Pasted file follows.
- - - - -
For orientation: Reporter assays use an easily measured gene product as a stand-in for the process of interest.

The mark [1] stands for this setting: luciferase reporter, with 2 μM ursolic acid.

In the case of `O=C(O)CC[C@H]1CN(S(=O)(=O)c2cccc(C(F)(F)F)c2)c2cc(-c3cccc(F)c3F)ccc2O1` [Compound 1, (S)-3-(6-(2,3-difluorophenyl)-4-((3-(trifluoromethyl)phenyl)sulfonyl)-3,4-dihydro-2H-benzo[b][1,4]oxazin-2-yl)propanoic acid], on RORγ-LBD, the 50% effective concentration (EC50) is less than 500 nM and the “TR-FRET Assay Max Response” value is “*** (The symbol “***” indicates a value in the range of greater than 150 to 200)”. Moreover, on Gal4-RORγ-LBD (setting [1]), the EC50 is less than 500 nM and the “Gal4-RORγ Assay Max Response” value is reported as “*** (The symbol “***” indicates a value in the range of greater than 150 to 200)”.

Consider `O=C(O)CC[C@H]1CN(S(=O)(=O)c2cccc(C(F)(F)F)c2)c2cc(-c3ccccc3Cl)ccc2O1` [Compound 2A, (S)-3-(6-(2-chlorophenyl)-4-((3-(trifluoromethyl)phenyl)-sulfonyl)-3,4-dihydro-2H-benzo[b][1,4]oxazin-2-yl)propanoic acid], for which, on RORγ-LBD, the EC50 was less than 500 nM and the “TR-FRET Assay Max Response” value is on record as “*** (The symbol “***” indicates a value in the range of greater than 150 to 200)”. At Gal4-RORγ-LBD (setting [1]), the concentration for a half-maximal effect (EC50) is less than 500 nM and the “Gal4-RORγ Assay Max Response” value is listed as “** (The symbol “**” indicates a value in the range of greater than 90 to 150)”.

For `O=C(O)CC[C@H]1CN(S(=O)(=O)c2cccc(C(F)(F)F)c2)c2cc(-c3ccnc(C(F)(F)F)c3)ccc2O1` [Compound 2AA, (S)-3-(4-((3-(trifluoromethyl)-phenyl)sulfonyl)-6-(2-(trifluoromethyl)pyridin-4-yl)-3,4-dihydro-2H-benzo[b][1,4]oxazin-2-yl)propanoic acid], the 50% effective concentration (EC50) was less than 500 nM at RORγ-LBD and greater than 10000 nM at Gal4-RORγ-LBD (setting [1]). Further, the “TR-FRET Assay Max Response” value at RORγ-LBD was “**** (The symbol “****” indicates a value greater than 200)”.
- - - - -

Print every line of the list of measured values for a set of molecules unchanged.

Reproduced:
For orientation: Reporter assays use an easily measured gene product as a stand-in for the process of interest.

The mark [1] stands for this setting: luciferase reporter, with 2 μM ursolic acid.

In the case of `O=C(O)CC[C@H]1CN(S(=O)(=O)c2cccc(C(F)(F)F)c2)c2cc(-c3cccc(F)c3F)ccc2O1` [Compound 1, (S)-3-(6-(2,3-difluorophenyl)-4-((3-(trifluoromethyl)phenyl)sulfonyl)-3,4-dihydro-2H-benzo[b][1,4]oxazin-2-yl)propanoic acid], on RORγ-LBD, the 50% effective concentration (EC50) is less than 500 nM and the “TR-FRET Assay Max Response” value is “*** (The symbol “***” indicates a value in the range of greater than 150 to 200)”. Moreover, on Gal4-RORγ-LBD (setting [1]), the EC50 is less than 500 nM and the “Gal4-RORγ Assay Max Response” value is reported as “*** (The symbol “***” indicates a value in the range of greater than 150 to 200)”.

Consider `O=C(O)CC[C@H]1CN(S(=O)(=O)c2cccc(C(F)(F)F)c2)c2cc(-c3ccccc3Cl)ccc2O1` [Compound 2A, (S)-3-(6-(2-chlorophenyl)-4-((3-(trifluoromethyl)phenyl)-sulfonyl)-3,4-dihydro-2H-benzo[b][1,4]oxazin-2-yl)propanoic acid], for which, on RORγ-LBD, the EC50 was less than 500 nM and the “TR-FRET Assay Max Response” value is on record as “*** (The symbol “***” indicates a value in the range of greater than 150 to 200)”. At Gal4-RORγ-LBD (setting [1]), the concentration for a half-maximal effect (EC50) is less than 500 nM and the “Gal4-RORγ Assay Max Response” value is listed as “** (The symbol “**” indicates a value in the range of greater than 90 to 150)”.

For `O=C(O)CC[C@H]1CN(S(=O)(=O)c2cccc(C(F)(F)F)c2)c2cc(-c3ccnc(C(F)(F)F)c3)ccc2O1` [Compound 2AA, (S)-3-(4-((3-(trifluoromethyl)-phenyl)sulfonyl)-6-(2-(trifluoromethyl)pyridin-4-yl)-3,4-dihydro-2H-benzo[b][1,4]oxazin-2-yl)propanoic acid], the 50% effective concentration (EC50) was less than 500 nM at RORγ-LBD and greater than 10000 nM at Gal4-RORγ-LBD (setting [1]). Further, the “TR-FRET Assay Max Response” value at RORγ-LBD was “**** (The symbol “****” indicates a value greater than 200)”.